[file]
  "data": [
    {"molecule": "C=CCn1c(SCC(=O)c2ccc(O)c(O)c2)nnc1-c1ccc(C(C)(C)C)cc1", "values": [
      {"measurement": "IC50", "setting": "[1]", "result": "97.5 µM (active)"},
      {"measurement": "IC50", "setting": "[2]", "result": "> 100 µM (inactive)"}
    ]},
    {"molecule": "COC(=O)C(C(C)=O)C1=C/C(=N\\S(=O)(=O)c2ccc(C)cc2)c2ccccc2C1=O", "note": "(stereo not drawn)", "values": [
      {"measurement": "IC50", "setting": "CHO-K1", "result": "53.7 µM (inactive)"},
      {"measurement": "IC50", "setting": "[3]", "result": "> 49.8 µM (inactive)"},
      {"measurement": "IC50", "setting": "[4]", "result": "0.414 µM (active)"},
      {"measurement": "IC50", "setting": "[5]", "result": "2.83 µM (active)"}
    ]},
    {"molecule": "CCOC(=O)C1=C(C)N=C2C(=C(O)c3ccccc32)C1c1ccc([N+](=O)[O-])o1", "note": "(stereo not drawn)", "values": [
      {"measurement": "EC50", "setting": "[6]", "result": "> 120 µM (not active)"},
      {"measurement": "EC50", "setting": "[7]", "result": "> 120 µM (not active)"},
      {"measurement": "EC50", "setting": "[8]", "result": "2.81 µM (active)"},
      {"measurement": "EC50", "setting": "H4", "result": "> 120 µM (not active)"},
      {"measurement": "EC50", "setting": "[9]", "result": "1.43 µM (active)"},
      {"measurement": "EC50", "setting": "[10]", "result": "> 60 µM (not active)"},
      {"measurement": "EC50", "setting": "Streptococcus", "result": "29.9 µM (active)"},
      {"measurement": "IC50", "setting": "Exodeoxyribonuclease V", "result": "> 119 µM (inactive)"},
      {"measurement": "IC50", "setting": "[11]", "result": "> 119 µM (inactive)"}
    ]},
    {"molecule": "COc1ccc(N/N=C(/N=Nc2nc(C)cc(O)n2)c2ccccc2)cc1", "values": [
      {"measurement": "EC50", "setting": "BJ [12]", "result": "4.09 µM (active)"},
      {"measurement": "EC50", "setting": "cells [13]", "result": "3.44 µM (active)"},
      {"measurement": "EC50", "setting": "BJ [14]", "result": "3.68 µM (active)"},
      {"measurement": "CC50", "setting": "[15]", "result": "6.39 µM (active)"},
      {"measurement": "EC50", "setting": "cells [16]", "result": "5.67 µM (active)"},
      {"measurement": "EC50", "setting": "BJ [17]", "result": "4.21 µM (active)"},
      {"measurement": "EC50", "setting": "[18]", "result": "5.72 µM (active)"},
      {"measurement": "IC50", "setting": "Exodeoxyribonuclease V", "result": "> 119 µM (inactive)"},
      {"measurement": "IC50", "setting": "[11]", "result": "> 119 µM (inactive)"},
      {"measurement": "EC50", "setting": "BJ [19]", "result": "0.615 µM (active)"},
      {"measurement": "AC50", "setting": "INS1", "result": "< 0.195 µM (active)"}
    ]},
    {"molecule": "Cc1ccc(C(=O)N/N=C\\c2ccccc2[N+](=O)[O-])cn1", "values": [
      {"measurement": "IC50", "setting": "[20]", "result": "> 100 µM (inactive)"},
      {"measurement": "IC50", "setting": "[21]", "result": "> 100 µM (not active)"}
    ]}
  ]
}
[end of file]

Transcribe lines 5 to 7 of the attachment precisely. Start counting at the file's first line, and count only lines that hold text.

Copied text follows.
    ]},
    {"molecule": "COC(=O)C(C(C)=O)C1=C/C(=N\\S(=O)(=O)c2ccc(C)cc2)c2ccccc2C1=O", "note": "(stereo not drawn)", "values": [
      {"measurement": "IC50", "setting": "CHO-K1", "result": "53.7 µM (inactive)"},